Second, we must emphasize that the purpose of accounting is not to reflect supposed "real" values (which in any case are subjective and which are determined and vary daily in the corresponding markets) under the pretext of attaining a (poorly understood) "accounting transparency." Instead, the purpose of accounting is to permit the prudent management of each company and to prevent capital consumption, by applying strict standards of accounting conservatism (based on the prudence principle and the recording of either historical cost or market value, whichever is less), standards that ensure at all times that distributable profits come from a safe surplus that can be distributed without in any way endangering the future viability and capitalization of the company.
Third, we must bear in mind that market value is not an objective value: in the market, there are no equilibrium prices that a third party can objectively determine. Quite the opposite is true; market values arise from subjective assessments and fluctuate sharply, and hence their use in accounting eliminates much of the clarity, certainty, and information balance sheets contained in the past. Today, balance sheets have become largely unintelligible and useless to economic agents.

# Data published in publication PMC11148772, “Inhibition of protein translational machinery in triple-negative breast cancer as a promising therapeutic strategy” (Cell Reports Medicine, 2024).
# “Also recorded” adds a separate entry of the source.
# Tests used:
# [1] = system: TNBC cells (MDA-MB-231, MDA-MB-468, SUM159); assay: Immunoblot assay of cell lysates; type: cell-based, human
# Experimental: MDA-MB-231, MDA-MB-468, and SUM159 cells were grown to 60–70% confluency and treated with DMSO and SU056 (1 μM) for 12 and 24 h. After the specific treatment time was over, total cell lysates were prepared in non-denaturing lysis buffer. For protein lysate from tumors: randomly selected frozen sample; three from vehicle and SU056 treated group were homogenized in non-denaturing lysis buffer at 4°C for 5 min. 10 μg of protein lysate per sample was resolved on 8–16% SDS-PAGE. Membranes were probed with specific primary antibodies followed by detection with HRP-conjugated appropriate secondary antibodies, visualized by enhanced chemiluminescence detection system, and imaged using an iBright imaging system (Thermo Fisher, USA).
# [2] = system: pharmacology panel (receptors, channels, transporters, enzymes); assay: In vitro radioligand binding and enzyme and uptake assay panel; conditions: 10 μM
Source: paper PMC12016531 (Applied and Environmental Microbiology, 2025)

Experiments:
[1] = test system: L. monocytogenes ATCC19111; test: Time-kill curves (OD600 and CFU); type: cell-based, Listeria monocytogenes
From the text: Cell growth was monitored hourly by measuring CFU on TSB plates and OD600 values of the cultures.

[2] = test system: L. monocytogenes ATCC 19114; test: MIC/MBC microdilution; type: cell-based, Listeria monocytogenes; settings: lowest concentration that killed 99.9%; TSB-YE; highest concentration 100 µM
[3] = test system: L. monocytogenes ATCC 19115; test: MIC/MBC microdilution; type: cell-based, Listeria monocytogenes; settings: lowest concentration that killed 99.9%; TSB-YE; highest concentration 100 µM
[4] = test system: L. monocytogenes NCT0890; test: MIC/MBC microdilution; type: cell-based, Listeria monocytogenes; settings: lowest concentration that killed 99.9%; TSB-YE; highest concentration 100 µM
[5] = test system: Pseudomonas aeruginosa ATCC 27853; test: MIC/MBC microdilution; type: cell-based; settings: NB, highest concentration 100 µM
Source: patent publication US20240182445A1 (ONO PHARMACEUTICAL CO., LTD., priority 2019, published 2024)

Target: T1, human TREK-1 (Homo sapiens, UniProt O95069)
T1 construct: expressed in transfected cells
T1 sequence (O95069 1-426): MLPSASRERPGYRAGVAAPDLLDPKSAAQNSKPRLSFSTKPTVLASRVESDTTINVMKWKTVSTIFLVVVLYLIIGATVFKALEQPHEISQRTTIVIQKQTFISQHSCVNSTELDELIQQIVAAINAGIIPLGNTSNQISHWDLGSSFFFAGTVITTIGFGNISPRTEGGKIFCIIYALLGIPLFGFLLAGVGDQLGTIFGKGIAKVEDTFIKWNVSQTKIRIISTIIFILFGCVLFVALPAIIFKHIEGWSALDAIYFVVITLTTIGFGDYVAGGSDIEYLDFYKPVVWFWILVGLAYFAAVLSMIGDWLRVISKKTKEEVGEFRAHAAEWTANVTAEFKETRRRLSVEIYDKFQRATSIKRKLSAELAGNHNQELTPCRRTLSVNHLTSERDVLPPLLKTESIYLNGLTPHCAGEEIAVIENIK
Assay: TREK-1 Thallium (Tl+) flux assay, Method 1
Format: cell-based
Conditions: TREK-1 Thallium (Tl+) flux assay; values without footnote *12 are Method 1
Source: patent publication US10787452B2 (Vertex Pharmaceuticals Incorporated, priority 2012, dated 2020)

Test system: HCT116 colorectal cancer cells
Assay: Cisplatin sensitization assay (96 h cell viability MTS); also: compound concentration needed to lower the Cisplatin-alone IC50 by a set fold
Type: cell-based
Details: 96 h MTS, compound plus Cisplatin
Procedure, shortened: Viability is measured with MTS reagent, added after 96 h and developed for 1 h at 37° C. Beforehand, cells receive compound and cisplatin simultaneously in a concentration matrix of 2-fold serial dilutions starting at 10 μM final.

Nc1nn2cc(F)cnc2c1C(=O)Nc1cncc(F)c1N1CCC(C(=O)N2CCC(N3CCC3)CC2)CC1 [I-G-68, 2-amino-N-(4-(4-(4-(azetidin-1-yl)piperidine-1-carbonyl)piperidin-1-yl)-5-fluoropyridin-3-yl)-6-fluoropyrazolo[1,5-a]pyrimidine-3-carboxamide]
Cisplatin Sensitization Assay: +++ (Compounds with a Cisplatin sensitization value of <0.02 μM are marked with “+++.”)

Furthermore, the volatility inherent in market values, particularly over the economic cycle, robs accounting based on the "new principles" of much of its potential as a guide for action for company managers and leads them to systematically commit major errors in management. Moreover, if this state of affairs is serious for a financial institution, it is much more so for any of the small and medium-sized enterprises, which make up 90 percent of the industrial base.
Just as "war is too important to be left to the generals," accounting is too vital for the economy and everyone's finances to have been left to the experts, whether they be visionary professors, auditors eager to strengthen their position, analysts, (ex-)investment bankers, or any of the manifold international committees. All have been as arrogant in the defense of their false science as they have been ignorant of their role as mere sorcerer's apprentices playing with a fire that has been on the verge of provoking the most severe financial crisis to ravage the world since 1929.